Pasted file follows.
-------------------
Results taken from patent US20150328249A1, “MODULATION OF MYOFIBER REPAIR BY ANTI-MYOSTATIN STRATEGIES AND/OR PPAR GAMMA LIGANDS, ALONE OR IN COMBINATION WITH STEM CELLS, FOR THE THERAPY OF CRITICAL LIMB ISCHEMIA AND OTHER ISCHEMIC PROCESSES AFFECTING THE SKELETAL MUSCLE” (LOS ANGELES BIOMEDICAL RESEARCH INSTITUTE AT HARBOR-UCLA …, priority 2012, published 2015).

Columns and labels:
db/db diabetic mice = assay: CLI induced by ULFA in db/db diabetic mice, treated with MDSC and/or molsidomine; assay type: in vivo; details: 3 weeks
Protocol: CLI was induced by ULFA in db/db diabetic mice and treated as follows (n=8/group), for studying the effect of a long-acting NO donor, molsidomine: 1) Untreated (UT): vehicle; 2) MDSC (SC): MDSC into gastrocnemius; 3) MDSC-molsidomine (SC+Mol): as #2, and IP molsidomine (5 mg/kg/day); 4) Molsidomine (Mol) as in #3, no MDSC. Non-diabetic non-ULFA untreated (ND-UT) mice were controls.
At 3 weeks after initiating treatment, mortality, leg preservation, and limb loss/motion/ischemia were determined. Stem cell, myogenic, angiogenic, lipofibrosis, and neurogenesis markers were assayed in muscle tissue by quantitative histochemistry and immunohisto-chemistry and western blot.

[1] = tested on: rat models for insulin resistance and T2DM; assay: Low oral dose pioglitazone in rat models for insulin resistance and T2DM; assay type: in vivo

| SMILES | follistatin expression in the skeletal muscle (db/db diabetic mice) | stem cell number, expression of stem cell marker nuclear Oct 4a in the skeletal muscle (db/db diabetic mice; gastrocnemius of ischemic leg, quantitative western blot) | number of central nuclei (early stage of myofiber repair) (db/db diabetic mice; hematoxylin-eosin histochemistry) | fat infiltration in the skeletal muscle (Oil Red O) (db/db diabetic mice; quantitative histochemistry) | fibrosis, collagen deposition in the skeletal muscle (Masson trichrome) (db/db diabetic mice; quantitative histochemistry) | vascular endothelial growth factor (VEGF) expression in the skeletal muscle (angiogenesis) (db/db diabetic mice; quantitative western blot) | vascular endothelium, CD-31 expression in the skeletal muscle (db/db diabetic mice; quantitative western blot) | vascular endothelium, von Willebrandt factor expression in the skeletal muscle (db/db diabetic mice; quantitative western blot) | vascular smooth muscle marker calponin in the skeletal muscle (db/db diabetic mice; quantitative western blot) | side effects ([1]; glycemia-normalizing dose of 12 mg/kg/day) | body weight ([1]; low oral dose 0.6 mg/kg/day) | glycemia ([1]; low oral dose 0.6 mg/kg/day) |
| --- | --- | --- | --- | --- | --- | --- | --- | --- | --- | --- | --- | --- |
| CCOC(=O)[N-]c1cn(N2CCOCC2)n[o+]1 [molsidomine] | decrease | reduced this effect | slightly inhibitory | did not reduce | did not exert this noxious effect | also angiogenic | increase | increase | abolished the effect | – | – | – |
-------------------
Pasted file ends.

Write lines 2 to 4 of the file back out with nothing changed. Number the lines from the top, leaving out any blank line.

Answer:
Columns and labels:
db/db diabetic mice = assay: CLI induced by ULFA in db/db diabetic mice, treated with MDSC and/or molsidomine; assay type: in vivo; details: 3 weeks
Protocol: CLI was induced by ULFA in db/db diabetic mice and treated as follows (n=8/group), for studying the effect of a long-acting NO donor, molsidomine: 1) Untreated (UT): vehicle; 2) MDSC (SC): MDSC into gastrocnemius; 3) MDSC-molsidomine (SC+Mol): as #2, and IP molsidomine (5 mg/kg/day); 4) Molsidomine (Mol) as in #3, no MDSC. Non-diabetic non-ULFA untreated (ND-UT) mice were controls.